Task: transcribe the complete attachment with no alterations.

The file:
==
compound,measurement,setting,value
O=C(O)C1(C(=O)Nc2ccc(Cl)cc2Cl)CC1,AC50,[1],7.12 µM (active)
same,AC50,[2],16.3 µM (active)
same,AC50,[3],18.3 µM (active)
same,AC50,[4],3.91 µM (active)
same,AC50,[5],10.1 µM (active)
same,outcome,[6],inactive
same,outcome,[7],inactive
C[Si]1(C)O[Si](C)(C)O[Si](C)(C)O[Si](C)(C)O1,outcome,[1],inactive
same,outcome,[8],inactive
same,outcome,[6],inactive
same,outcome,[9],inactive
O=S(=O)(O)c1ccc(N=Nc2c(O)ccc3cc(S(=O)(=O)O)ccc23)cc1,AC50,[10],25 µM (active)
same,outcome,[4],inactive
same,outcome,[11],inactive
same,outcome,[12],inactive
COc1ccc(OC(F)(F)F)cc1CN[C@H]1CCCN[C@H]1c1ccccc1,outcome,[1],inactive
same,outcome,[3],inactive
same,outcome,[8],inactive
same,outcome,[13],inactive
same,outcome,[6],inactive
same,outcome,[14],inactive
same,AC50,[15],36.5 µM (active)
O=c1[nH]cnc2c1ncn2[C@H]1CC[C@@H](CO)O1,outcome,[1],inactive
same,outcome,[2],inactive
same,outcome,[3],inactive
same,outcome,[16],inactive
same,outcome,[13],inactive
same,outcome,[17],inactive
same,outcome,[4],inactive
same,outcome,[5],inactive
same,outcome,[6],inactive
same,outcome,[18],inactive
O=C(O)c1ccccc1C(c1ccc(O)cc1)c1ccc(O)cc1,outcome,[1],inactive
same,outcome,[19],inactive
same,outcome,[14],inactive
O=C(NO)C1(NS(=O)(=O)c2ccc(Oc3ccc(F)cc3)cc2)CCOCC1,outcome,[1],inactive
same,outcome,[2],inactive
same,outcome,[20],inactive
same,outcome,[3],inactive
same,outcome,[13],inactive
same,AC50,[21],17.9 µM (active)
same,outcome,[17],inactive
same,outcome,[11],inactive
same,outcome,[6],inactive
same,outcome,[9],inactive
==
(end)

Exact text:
compound,measurement,setting,value
O=C(O)C1(C(=O)Nc2ccc(Cl)cc2Cl)CC1,AC50,[1],7.12 µM (active)
same,AC50,[2],16.3 µM (active)
same,AC50,[3],18.3 µM (active)
same,AC50,[4],3.91 µM (active)
same,AC50,[5],10.1 µM (active)
same,outcome,[6],inactive
same,outcome,[7],inactive
C[Si]1(C)O[Si](C)(C)O[Si](C)(C)O[Si](C)(C)O1,outcome,[1],inactive
same,outcome,[8],inactive
same,outcome,[6],inactive
same,outcome,[9],inactive
O=S(=O)(O)c1ccc(N=Nc2c(O)ccc3cc(S(=O)(=O)O)ccc23)cc1,AC50,[10],25 µM (active)
same,outcome,[4],inactive
same,outcome,[11],inactive
same,outcome,[12],inactive
COc1ccc(OC(F)(F)F)cc1CN[C@H]1CCCN[C@H]1c1ccccc1,outcome,[1],inactive
same,outcome,[3],inactive
same,outcome,[8],inactive
same,outcome,[13],inactive
same,outcome,[6],inactive
same,outcome,[14],inactive
same,AC50,[15],36.5 µM (active)
O=c1[nH]cnc2c1ncn2[C@H]1CC[C@@H](CO)O1,outcome,[1],inactive
same,outcome,[2],inactive
same,outcome,[3],inactive
same,outcome,[16],inactive
same,outcome,[13],inactive
same,outcome,[17],inactive
same,outcome,[4],inactive
same,outcome,[5],inactive
same,outcome,[6],inactive
same,outcome,[18],inactive
O=C(O)c1ccccc1C(c1ccc(O)cc1)c1ccc(O)cc1,outcome,[1],inactive
same,outcome,[19],inactive
same,outcome,[14],inactive
O=C(NO)C1(NS(=O)(=O)c2ccc(Oc3ccc(F)cc3)cc2)CCOCC1,outcome,[1],inactive
same,outcome,[2],inactive
same,outcome,[20],inactive
same,outcome,[3],inactive
same,outcome,[13],inactive
same,AC50,[21],17.9 µM (active)
same,outcome,[17],inactive
same,outcome,[11],inactive
same,outcome,[6],inactive
same,outcome,[9],inactive